Took a minibus back into Luang Prabang. We made a deal in which for extra dosh we could reserve the front seat and one behind the driver. Of course when we got to the bus station there was no such thing. Fortunately I was on board early and so got good seats anyway. So journey started with a whole family in the front seat and 6 adults and kids across the back. Hadn't gone 5 minutes before a lady in the back and the front seat lady threw up and thence it continued for the whole journey. Poor things, their constitution does not allow travel along windy roads. It was better than the big bus though as we made it in 6 hours rather than 8 on the big bus.
It felt nice to be back on familiar territory again and had the most gorgeous barbecued fish on the night market. It's a very sociable place to eat and had 2 different conversations while we sat there.
Today we caught another bus to Nong Khiew, no sickness and only 3 hours through lovely scenery and villages. It did make your heart ache though at the extent of the forest clearance. I think the Chinese have a lot to answer for, as we were told they are investing in Teak and Rubber here and we saw at least 5 huge piles of root bases from really big trees. These will no doubt go to Vietnam and China to make the grossly fascinating furniture that we saw as features in hotel lobbies. It's only saved by the fact that some forest is inaccessible due to the steep mountains.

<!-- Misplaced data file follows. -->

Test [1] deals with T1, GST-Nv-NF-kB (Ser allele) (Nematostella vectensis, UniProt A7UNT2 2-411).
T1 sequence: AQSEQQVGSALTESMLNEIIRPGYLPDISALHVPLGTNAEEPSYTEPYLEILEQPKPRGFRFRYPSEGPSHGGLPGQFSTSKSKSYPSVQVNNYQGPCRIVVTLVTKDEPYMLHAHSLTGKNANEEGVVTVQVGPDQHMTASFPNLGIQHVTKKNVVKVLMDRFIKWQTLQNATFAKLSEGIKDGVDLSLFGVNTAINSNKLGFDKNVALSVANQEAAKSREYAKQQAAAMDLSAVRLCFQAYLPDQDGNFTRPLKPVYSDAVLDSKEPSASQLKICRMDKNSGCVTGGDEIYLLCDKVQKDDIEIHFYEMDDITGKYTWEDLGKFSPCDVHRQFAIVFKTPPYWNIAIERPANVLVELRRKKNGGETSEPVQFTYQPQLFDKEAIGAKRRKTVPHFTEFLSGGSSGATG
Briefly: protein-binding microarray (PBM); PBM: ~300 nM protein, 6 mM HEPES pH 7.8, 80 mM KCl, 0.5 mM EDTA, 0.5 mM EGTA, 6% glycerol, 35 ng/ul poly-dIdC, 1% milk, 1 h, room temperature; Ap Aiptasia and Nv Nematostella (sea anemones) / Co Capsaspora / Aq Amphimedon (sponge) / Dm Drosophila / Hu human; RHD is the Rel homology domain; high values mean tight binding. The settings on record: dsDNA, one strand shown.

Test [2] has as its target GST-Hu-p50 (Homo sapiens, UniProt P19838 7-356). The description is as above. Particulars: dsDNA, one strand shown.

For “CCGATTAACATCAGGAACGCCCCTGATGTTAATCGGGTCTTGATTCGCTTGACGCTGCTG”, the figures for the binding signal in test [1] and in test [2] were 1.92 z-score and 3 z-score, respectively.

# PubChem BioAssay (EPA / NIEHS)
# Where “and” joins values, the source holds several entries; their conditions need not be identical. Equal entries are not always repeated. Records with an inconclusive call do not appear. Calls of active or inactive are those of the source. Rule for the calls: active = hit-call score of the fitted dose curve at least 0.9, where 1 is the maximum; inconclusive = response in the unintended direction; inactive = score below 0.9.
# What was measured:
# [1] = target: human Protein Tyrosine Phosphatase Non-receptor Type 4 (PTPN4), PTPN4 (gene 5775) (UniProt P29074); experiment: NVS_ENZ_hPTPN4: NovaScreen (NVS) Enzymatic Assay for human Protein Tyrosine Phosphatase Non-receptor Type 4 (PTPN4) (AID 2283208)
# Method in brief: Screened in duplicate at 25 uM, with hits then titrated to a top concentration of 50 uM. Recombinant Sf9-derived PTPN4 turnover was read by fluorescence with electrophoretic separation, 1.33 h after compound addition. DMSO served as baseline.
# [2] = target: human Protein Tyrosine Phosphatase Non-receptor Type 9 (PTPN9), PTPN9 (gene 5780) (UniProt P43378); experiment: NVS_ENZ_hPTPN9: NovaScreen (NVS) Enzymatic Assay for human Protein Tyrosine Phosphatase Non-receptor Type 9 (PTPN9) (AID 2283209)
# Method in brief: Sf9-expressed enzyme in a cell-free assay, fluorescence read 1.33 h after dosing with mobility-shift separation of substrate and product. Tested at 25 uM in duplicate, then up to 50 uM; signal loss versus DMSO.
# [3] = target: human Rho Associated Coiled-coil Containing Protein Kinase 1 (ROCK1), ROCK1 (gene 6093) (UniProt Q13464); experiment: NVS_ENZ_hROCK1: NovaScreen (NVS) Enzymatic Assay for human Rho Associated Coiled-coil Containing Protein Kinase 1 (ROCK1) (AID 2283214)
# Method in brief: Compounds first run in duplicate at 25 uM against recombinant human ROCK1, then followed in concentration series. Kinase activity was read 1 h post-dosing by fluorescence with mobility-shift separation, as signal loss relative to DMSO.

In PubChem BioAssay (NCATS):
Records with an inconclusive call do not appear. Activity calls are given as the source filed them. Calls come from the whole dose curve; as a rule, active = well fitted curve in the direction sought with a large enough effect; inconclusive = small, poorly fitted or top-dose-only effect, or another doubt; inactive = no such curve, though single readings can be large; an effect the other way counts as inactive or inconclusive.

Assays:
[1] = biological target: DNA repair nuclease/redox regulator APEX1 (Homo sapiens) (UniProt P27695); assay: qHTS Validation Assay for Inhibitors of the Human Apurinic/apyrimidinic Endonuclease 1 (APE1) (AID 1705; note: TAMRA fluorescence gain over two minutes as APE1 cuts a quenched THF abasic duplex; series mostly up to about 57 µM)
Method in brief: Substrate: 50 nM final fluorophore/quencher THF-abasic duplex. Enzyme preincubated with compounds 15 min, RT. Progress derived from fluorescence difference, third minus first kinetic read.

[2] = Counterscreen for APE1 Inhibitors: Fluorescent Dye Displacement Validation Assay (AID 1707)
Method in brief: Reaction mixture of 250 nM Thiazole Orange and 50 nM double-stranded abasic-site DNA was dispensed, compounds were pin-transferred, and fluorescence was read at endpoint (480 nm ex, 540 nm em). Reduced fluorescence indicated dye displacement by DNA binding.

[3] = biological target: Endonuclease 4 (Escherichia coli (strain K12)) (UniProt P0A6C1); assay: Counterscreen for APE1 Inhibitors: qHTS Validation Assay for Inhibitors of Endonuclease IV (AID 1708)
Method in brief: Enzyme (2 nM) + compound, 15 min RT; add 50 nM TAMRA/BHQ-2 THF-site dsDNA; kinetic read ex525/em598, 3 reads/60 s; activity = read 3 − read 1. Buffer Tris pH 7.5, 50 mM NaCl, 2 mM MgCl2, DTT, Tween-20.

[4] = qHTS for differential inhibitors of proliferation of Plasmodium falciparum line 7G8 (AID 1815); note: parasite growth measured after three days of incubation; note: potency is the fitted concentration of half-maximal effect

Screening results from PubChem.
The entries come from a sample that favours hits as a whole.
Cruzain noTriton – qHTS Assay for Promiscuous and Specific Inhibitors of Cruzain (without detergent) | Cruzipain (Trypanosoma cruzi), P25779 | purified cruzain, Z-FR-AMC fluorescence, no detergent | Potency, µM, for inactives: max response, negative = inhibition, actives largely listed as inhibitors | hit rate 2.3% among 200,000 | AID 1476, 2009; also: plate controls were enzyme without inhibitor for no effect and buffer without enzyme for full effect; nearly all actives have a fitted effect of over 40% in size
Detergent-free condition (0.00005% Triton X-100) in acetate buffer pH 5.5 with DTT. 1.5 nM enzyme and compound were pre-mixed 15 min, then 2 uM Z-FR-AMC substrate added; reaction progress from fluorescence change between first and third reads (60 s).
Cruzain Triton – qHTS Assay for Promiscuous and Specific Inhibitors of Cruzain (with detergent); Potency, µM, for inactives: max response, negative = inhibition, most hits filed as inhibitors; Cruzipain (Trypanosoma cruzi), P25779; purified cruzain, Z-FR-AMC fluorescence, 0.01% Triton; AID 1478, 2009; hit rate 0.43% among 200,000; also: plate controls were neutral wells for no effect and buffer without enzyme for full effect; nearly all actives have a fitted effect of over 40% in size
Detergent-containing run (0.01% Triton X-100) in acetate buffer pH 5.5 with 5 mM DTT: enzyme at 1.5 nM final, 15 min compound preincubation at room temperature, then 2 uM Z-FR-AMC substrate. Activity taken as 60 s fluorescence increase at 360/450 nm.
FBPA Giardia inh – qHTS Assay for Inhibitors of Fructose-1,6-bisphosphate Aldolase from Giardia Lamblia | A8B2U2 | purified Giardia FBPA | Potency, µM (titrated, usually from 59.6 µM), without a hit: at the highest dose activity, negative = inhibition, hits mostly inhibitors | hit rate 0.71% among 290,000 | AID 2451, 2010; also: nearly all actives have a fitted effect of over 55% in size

Its really beautiful here with huge limestone cask cliffs dropping into the clear river. It's more developed for tourism than I thought it would be though and we are staying in a lovely riverside rattan bungalow.
We arrived at lunchtime and went to one of the newly opened cafes where a 16 year old was trying to write his menu in English. They seem to pride themselves in having as much choice as possible rather than going for a few things that they are good at. I think that was the secret in Vietnam where they were often known for one specific dish. Anyway I started helping him with his pizza terminology and we had stilting discussions about 'pork' or did he mean salami. I'm sure I ended up confusing him even more but he seemed very grateful.
After my bit of English teaching we wondered along a dusty track by the river where a cave was promised. After paying our entrance and picking up our torches we set off across the rice paddies and soon had 2small boys with us. They immediately wanted 'kip' but I said 'children that ask don't get but you could guide us' which amazingly he seemed to understand. The other lad then pinched a very lethal looking machete from a lady walking past and proceeded to cut us bamboo walking poles which he presented with a dazzling smile.
Our route then went up steeply and we arrived at various notices 'officers meeting room', 'guard room' etc which were proudly presented to us. One even had a gun and the remains of an old chair. We continued up and eventually reached the mouth of the cave to find 2Australians and a French man sitting there puffing and not knowing what to do next. So we followed our young guides into a black hole, down loose scree rocks with our torches flickering. I didn't last very long (the Australian mum and the Frenchman didn't come at all!) but Dave continued down with Lara and they had great fun in the dark pulling funny faces in the torchlight. Altogether it was one of the really lovely experiences where we paid our young guides for their work and they seemed to enjoy our company.
We got back to the entrance and negotiated a boat trip back, not realising that we were going in a tiny, unstable canoe type boat which was obviously overloaded with five people in it. It was exciting though as we went down some quick flowing water. We felt we deserved our beer when we got back to the village!
Had a really good meal but felt we were a bit late, and sure enough when we finished at 9.15 all the lights went out and it was obviously bed time. You understand why though when the cacophony of noise starts at 4.